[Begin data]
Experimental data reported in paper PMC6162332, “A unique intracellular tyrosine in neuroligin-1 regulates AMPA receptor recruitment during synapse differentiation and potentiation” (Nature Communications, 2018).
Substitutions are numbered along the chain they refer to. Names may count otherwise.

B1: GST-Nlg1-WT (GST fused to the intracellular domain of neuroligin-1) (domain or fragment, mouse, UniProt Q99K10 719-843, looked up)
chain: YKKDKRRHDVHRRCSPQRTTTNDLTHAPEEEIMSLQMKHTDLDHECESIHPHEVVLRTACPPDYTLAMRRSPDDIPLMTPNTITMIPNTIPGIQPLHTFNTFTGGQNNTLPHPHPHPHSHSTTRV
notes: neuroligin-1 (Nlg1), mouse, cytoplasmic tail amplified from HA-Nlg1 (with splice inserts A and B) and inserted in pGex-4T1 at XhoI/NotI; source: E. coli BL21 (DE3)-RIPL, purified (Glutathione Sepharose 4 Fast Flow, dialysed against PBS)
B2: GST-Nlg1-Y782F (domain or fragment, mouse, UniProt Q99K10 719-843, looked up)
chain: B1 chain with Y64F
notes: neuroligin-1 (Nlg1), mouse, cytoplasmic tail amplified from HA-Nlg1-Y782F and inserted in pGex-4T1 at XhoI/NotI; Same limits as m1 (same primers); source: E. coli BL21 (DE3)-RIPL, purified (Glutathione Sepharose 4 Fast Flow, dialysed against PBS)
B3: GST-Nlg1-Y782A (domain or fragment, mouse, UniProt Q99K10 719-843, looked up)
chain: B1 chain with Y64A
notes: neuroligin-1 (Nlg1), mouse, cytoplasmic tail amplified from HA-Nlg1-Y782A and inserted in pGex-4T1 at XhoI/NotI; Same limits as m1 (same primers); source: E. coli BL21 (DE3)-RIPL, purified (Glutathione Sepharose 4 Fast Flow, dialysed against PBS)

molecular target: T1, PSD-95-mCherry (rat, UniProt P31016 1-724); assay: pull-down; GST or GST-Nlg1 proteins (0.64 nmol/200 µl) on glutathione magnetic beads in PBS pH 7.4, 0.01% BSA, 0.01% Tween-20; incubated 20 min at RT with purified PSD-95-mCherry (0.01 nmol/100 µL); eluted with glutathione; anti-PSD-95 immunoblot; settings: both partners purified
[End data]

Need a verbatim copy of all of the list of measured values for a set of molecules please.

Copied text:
Experimental data reported in paper PMC6162332, “A unique intracellular tyrosine in neuroligin-1 regulates AMPA receptor recruitment during synapse differentiation and potentiation” (Nature Communications, 2018).
Substitutions are numbered along the chain they refer to. Names may count otherwise.

B1: GST-Nlg1-WT (GST fused to the intracellular domain of neuroligin-1) (domain or fragment, mouse, UniProt Q99K10 719-843, looked up)
chain: YKKDKRRHDVHRRCSPQRTTTNDLTHAPEEEIMSLQMKHTDLDHECESIHPHEVVLRTACPPDYTLAMRRSPDDIPLMTPNTITMIPNTIPGIQPLHTFNTFTGGQNNTLPHPHPHPHSHSTTRV
notes: neuroligin-1 (Nlg1), mouse, cytoplasmic tail amplified from HA-Nlg1 (with splice inserts A and B) and inserted in pGex-4T1 at XhoI/NotI; source: E. coli BL21 (DE3)-RIPL, purified (Glutathione Sepharose 4 Fast Flow, dialysed against PBS)
B2: GST-Nlg1-Y782F (domain or fragment, mouse, UniProt Q99K10 719-843, looked up)
chain: B1 chain with Y64F
notes: neuroligin-1 (Nlg1), mouse, cytoplasmic tail amplified from HA-Nlg1-Y782F and inserted in pGex-4T1 at XhoI/NotI; Same limits as m1 (same primers); source: E. coli BL21 (DE3)-RIPL, purified (Glutathione Sepharose 4 Fast Flow, dialysed against PBS)
B3: GST-Nlg1-Y782A (domain or fragment, mouse, UniProt Q99K10 719-843, looked up)
chain: B1 chain with Y64A
notes: neuroligin-1 (Nlg1), mouse, cytoplasmic tail amplified from HA-Nlg1-Y782A and inserted in pGex-4T1 at XhoI/NotI; Same limits as m1 (same primers); source: E. coli BL21 (DE3)-RIPL, purified (Glutathione Sepharose 4 Fast Flow, dialysed against PBS)

molecular target: T1, PSD-95-mCherry (rat, UniProt P31016 1-724); assay: pull-down; GST or GST-Nlg1 proteins (0.64 nmol/200 µl) on glutathione magnetic beads in PBS pH 7.4, 0.01% BSA, 0.01% Tween-20; incubated 20 min at RT with purified PSD-95-mCherry (0.01 nmol/100 µL); eluted with glutathione; anti-PSD-95 immunoblot; settings: both partners purified